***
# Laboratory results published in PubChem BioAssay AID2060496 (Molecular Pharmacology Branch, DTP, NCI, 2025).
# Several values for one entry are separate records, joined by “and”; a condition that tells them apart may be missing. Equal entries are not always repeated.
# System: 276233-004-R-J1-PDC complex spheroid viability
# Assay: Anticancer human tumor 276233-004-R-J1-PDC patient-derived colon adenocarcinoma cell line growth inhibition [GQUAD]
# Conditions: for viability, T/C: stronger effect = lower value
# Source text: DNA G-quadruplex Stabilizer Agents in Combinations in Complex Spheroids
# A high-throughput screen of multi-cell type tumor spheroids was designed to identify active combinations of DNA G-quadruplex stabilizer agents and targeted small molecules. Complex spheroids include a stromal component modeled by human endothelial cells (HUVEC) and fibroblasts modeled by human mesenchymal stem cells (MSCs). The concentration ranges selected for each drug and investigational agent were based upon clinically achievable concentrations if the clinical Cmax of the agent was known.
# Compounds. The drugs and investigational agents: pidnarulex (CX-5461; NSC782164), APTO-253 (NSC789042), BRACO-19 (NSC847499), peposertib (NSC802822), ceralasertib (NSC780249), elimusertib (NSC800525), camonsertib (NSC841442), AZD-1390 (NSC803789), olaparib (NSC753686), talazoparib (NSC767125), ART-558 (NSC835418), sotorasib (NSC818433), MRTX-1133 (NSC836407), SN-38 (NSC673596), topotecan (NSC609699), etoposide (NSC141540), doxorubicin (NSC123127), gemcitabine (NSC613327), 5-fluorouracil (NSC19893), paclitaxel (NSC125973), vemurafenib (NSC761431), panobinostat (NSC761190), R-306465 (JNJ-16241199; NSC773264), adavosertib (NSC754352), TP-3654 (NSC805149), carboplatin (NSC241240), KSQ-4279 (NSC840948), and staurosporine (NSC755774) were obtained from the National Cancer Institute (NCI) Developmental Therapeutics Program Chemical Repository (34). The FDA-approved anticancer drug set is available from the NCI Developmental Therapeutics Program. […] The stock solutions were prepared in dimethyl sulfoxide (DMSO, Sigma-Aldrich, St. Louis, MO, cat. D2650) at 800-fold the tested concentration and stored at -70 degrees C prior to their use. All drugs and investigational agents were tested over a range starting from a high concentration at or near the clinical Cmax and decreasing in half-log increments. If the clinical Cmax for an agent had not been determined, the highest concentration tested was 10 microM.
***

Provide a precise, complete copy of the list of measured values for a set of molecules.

# Laboratory results published in PubChem BioAssay AID2060496 (Molecular Pharmacology Branch, DTP, NCI, 2025).
# Several values for one entry are separate records, joined by “and”; a condition that tells them apart may be missing. Equal entries are not always repeated.
# System: 276233-004-R-J1-PDC complex spheroid viability
# Assay: Anticancer human tumor 276233-004-R-J1-PDC patient-derived colon adenocarcinoma cell line growth inhibition [GQUAD]
# Conditions: for viability, T/C: stronger effect = lower value
# Source text: DNA G-quadruplex Stabilizer Agents in Combinations in Complex Spheroids
# A high-throughput screen of multi-cell type tumor spheroids was designed to identify active combinations of DNA G-quadruplex stabilizer agents and targeted small molecules. Complex spheroids include a stromal component modeled by human endothelial cells (HUVEC) and fibroblasts modeled by human mesenchymal stem cells (MSCs). The concentration ranges selected for each drug and investigational agent were based upon clinically achievable concentrations if the clinical Cmax of the agent was known.
# Compounds. The drugs and investigational agents: pidnarulex (CX-5461; NSC782164), APTO-253 (NSC789042), BRACO-19 (NSC847499), peposertib (NSC802822), ceralasertib (NSC780249), elimusertib (NSC800525), camonsertib (NSC841442), AZD-1390 (NSC803789), olaparib (NSC753686), talazoparib (NSC767125), ART-558 (NSC835418), sotorasib (NSC818433), MRTX-1133 (NSC836407), SN-38 (NSC673596), topotecan (NSC609699), etoposide (NSC141540), doxorubicin (NSC123127), gemcitabine (NSC613327), 5-fluorouracil (NSC19893), paclitaxel (NSC125973), vemurafenib (NSC761431), panobinostat (NSC761190), R-306465 (JNJ-16241199; NSC773264), adavosertib (NSC754352), TP-3654 (NSC805149), carboplatin (NSC241240), KSQ-4279 (NSC840948), and staurosporine (NSC755774) were obtained from the National Cancer Institute (NCI) Developmental Therapeutics Program Chemical Repository (34). The FDA-approved anticancer drug set is available from the NCI Developmental Therapeutics Program. […] The stock solutions were prepared in dimethyl sulfoxide (DMSO, Sigma-Aldrich, St. Louis, MO, cat. D2650) at 800-fold the tested concentration and stored at -70 degrees C prior to their use. All drugs and investigational agents were tested over a range starting from a high concentration at or near the clinical Cmax and decreasing in half-log increments. If the clinical Cmax for an agent had not been determined, the highest concentration tested was 10 microM.